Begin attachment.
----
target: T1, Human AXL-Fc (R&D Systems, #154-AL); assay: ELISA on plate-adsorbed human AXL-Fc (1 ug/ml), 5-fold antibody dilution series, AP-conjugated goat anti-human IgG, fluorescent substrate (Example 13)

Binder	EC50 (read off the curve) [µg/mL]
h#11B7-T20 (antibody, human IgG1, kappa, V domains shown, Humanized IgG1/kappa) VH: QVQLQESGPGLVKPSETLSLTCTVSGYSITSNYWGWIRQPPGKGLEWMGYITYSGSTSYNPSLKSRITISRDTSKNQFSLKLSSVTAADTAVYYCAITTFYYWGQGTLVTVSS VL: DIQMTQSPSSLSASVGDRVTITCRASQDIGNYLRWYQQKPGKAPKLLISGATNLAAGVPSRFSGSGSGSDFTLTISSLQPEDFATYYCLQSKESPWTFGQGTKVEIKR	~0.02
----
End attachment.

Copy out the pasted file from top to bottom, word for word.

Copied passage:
target: T1, Human AXL-Fc (R&D Systems, #154-AL); assay: ELISA on plate-adsorbed human AXL-Fc (1 ug/ml), 5-fold antibody dilution series, AP-conjugated goat anti-human IgG, fluorescent substrate (Example 13)

Binder	EC50 (read off the curve) [µg/mL]
h#11B7-T20 (antibody, human IgG1, kappa, V domains shown, Humanized IgG1/kappa) VH: QVQLQESGPGLVKPSETLSLTCTVSGYSITSNYWGWIRQPPGKGLEWMGYITYSGSTSYNPSLKSRITISRDTSKNQFSLKLSSVTAADTAVYYCAITTFYYWGQGTLVTVSS VL: DIQMTQSPSSLSASVGDRVTITCRASQDIGNYLRWYQQKPGKAPKLLISGATNLAAGVPSRFSGSGSGSDFTLTISSLQPEDFATYYCLQSKESPWTFGQGTKVEIKR	~0.02